silver-wattle-7442792silver-wattle-7442792Potted Acacia dealbata plantsAcacia dealbata flowers

Mimosa, Silver/Blue Wattle Plants

Acacia dealbataFeefo logo

The details

Acacia dealbata

  • Evergreen
  • Fragrant yellow flowers late Jan-early March
  • RHS Hardiness H3: Half hardy
  • For acid-neutral soil only
  • Informal screening shrub
  • Max. Height: 10m
  • RHS Award of Garden Merit
  • Pot Grown Delivery Only: Year Round
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Description

Acacia dealbata: Mimosa Tree, Silver/Blue Wattle Bush

Famous for its brief, bright yellow burst of fragrant pom-pom shaped flowers at the tail end of winter, Mimosa tends to grow as a large shrub rather than a tree. It looks best when only lightly pruned and is a useful informal screening plant, with lovely feather-like evergreen leaves. Acacia dealbata is known as the florists' mimosa, providing them with an armful of sunshine in winter; it is also a wonderful source of winter fodder for bees.

Browse all of our ornamental shrubs.

Delivery Season: Pot-grown delivery only: year round

Features:

  • Evergreen
  • Fragrant yellow flowers late Jan-early March
  • RHS Hardiness H3: Half hardy
  • For neutral-acid soil only
  • Informal screening shrub
  • Max. Height: 10m
  • RHS Award of Garden Merit

Growing Mimosa Trees

Easy to grow, thrives on neutral to mildly acidic, well-drained soil only. Grow in full sun, with shelter from winds. As a colonial introduction from South East Australia and Tasmania, bear those sunny climes in mind when planting.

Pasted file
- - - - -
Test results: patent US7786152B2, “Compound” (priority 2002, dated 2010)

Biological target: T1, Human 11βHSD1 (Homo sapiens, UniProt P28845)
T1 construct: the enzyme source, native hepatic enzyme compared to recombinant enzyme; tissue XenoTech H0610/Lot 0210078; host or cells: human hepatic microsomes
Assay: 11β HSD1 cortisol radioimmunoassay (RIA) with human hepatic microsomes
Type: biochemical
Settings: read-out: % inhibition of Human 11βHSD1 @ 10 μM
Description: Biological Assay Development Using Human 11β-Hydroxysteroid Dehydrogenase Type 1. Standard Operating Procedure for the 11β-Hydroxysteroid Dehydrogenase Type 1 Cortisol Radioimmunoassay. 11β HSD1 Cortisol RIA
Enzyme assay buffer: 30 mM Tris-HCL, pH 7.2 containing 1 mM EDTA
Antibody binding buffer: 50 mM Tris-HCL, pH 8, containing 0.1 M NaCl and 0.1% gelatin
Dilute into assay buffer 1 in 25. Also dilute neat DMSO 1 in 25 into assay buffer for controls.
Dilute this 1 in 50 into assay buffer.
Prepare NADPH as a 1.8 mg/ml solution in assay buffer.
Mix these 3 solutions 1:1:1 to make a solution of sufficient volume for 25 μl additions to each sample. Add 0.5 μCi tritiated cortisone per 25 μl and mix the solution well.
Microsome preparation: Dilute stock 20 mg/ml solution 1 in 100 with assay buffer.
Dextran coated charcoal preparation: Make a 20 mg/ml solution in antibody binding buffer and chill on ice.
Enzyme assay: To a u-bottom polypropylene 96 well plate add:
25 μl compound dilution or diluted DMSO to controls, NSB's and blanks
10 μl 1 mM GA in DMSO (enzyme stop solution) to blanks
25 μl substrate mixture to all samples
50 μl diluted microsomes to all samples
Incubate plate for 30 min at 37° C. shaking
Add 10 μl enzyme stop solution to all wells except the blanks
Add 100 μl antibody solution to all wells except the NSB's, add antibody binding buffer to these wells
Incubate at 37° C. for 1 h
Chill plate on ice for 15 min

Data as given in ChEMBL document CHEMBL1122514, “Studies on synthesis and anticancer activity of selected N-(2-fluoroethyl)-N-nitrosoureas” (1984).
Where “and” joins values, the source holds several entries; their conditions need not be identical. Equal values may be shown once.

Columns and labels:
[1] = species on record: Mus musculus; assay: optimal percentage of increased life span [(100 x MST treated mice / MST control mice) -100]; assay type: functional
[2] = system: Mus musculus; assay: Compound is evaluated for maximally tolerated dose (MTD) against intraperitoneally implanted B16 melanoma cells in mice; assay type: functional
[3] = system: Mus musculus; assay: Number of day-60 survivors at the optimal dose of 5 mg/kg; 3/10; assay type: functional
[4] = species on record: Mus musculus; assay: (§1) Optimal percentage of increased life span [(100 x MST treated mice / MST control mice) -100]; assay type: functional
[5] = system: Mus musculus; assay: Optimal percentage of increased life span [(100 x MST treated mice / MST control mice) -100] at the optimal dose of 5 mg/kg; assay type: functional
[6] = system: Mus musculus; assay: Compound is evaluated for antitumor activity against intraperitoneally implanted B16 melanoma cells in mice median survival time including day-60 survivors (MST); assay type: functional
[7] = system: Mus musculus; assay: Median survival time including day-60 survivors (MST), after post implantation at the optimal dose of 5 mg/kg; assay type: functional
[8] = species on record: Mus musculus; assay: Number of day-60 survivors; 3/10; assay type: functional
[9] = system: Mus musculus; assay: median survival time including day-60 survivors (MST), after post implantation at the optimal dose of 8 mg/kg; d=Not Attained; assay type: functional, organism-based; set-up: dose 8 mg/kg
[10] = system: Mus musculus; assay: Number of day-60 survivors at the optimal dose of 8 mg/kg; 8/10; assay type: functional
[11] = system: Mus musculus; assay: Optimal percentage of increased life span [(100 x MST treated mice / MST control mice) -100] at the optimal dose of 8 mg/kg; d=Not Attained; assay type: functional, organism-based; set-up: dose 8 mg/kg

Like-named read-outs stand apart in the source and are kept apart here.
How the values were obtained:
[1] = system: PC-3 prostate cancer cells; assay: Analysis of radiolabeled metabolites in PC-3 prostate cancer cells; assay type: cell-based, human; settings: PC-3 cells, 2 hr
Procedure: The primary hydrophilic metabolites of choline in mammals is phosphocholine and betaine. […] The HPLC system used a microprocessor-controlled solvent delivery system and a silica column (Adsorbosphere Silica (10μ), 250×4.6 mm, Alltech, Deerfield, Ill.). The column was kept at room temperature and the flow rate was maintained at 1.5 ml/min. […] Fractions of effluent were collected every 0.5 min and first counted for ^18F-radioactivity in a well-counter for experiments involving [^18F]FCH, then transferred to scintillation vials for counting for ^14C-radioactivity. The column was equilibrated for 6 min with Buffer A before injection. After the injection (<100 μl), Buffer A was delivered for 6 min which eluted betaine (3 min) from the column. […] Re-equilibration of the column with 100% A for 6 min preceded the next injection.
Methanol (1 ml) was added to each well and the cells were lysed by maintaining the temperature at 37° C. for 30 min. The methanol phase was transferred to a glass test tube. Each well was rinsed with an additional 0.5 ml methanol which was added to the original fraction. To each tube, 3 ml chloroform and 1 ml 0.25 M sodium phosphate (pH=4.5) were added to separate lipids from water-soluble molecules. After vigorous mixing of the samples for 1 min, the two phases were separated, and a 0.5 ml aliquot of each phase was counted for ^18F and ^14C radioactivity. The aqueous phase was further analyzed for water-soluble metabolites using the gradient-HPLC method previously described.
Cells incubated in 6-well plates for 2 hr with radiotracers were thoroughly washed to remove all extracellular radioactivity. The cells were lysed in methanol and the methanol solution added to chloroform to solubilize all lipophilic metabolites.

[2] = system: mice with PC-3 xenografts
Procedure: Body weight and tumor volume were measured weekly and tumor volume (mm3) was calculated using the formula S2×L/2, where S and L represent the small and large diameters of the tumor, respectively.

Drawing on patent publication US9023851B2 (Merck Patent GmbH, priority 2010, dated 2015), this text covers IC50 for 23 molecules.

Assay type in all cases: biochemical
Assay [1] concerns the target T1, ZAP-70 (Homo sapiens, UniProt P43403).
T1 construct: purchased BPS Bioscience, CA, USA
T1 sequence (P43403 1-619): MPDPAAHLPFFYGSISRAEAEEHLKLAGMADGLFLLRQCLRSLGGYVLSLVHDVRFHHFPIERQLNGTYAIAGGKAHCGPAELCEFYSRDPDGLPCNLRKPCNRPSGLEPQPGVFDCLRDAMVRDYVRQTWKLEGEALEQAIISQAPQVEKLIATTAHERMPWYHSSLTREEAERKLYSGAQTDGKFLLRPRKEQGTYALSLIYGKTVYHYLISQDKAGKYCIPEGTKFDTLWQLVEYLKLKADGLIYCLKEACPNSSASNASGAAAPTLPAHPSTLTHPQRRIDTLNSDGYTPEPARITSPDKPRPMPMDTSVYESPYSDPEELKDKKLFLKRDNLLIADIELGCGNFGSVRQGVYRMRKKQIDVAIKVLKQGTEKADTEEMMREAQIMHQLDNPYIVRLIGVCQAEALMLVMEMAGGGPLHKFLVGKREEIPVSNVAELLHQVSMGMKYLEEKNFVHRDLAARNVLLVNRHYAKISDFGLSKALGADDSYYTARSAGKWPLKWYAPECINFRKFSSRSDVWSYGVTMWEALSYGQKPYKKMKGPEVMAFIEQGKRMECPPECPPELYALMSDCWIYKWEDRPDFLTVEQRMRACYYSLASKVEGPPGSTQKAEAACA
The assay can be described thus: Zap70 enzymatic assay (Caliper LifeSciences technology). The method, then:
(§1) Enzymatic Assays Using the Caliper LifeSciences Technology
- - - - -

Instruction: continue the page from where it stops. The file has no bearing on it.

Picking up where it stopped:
RHS Hardiness rating H3, which is down to about -5C. Although it is only recommended for warm, frost-free areas in the south of England, in practice, Mimosa is hardy enough to grow in a sheltered urban microclimate in most parts of the UK, and is happy in milder coastal areas. To make sure there are no setbacks, small plants can be protected with fleece to keep frost and snow off them; adult trees won't need this extra protection. In colder areas, grow in pots and move under cover when frosts threaten.

When it is young, deadhead the flowers. When mature, trim the bush lightly after flowering to sweep off their remains: a pole-mounted hedge trimmer is convenient for large specimens. Do not prune it except to remove the usual DDD: dead, damaged, or diseased wood.

In Your Garden Design

Use it to give a full display on its own, or offset its bright springtime colour with an evergreen hedge. Interspersed with other shrubs and trees, it can make a fabulous display alongside a pathway, where you can enjoy its powerful fragrance. To match the leaves pair with Eucalyptus gunii or for a matching flower display try Cytisus scoparius.

Did You Know?

Brought back to the UK from Australia by Captain Cook in the late 18th century, wealthy expats then planted it in their gardens on the French Riviera, where it has become very much a symbol of the winter sunshine they were seeking. An annual festival in mimosa's honour has been held there in February since 1931 to mark the beginning of spring.

The sweet flowers are edible and can be used in fritters. The gum that can be tapped from mature plants is also edible, but not considered particularly palatable. A legume, acacia helps to fix nitrogen in the soil and is widely grown in hot countries to prevent soil erosion and boost fertility for other trees in the future.

Rich in pollen, the flowers can be used to create a yellow dye.